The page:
Light pollution is an excessive use of artificial light that affects the behavior of wildlife, human health and our ability to observe the night sky. Artificial light can come from houses, street lights, buildings, and so much more. Light pollution disrupts beings that require darkness and/or the light of the moon to navigate their way around.
It’s surprising that the little lights inside and around our homes can make such a big difference for our animal neighbours. Especially in the summer, we should take care to turn off our outdoor lights when they’re not in use and close our curtains at night so they don’t impact the darkness outside. We all enjoy the night sky and should ensure we are interacting with it in a positive and respectful way for all our relations.
Almost half of the animals on the planet are nocturnal meaning that they are only active during the night! Light pollution can negatively impact nocturnal animals access to food and shelter, and disrupt their reproductive, migratory, and sleep cycles.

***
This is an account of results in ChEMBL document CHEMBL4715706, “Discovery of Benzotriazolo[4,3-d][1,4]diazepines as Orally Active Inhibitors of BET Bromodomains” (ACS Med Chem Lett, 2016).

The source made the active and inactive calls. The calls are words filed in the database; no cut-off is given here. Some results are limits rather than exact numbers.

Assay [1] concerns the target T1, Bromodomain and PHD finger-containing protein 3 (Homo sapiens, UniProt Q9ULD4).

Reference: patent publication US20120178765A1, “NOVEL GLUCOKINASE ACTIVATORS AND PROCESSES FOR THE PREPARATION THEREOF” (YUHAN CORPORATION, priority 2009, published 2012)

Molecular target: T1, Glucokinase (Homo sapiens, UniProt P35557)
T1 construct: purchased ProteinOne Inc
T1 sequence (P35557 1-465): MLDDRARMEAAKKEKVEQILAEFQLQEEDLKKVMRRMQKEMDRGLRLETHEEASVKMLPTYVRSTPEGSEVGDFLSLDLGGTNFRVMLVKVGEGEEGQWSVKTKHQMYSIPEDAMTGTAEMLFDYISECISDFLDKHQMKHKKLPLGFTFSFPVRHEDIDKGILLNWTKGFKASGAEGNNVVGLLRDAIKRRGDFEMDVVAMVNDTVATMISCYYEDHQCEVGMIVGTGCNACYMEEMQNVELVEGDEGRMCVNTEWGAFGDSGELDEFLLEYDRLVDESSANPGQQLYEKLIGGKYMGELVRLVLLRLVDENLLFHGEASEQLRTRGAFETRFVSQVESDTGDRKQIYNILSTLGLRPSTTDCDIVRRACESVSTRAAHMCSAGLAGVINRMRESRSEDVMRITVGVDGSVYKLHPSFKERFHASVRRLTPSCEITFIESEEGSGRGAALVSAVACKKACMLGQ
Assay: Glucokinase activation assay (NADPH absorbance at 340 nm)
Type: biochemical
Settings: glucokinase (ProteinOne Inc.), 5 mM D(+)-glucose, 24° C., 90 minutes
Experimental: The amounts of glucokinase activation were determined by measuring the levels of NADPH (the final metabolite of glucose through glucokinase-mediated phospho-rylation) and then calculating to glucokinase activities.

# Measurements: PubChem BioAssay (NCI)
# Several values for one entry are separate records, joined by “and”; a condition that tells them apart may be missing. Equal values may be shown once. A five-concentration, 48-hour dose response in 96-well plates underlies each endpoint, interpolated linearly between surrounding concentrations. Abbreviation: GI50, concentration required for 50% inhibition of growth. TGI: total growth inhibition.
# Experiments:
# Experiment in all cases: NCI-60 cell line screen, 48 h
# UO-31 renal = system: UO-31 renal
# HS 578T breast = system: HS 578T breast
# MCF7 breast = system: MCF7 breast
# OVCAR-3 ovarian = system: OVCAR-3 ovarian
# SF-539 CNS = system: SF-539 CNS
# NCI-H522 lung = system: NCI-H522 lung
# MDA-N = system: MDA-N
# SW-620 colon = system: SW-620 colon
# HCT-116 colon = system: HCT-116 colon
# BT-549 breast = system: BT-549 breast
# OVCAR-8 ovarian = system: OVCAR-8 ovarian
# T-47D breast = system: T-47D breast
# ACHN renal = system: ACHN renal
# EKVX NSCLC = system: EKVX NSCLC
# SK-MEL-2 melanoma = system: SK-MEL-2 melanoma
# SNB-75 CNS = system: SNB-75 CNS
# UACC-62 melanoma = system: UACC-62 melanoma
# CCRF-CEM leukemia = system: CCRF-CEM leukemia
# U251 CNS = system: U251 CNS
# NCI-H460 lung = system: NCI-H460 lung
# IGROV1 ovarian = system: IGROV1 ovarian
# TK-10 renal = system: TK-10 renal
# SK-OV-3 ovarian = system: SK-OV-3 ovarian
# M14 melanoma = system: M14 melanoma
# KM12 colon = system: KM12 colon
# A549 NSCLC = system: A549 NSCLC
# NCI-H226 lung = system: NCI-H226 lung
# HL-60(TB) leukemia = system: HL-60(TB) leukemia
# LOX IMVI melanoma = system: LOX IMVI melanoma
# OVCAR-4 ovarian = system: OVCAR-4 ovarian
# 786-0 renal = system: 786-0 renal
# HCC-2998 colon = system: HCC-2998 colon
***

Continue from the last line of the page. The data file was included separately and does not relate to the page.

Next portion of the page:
Light Pollution Exploration:
Materials: Writing utensils, paper or notebook, binoculars are helpful but not necessary
With a parent or adult, travel to three locations to observe the night sky on a clear night.
Look at the sky on a clear night outside of your home. Can you see the Stars, Moon or even Planets clearly? Record your findings.
Next pick a clear night to look at the sky near a town or city. What do you see? How has it changed from when you viewed the night sky outside of your home? Record your findings.
Travel to a location that is barely impacted by streetlights , such as a trail, forest or rural area.
Some good places to visit in this territory include Jackson Park, Trent University Wildlife Sanctuary Trails, Mark. S Burnham Woods, Warsaw Caves Conservation Area and Harold Town Conservation Area.
What can you see? Compare your findings from the other two nights. What observations and comparisons can you make?
If you are interested in downloading these graphics, here is link to the PDF file!
The Giizhigoong program is supported through a memorial fund set up by the family of Adam Evans. We are proud to support the legacy of science education in the field of Astronomy made possible through this funding. Miigwech!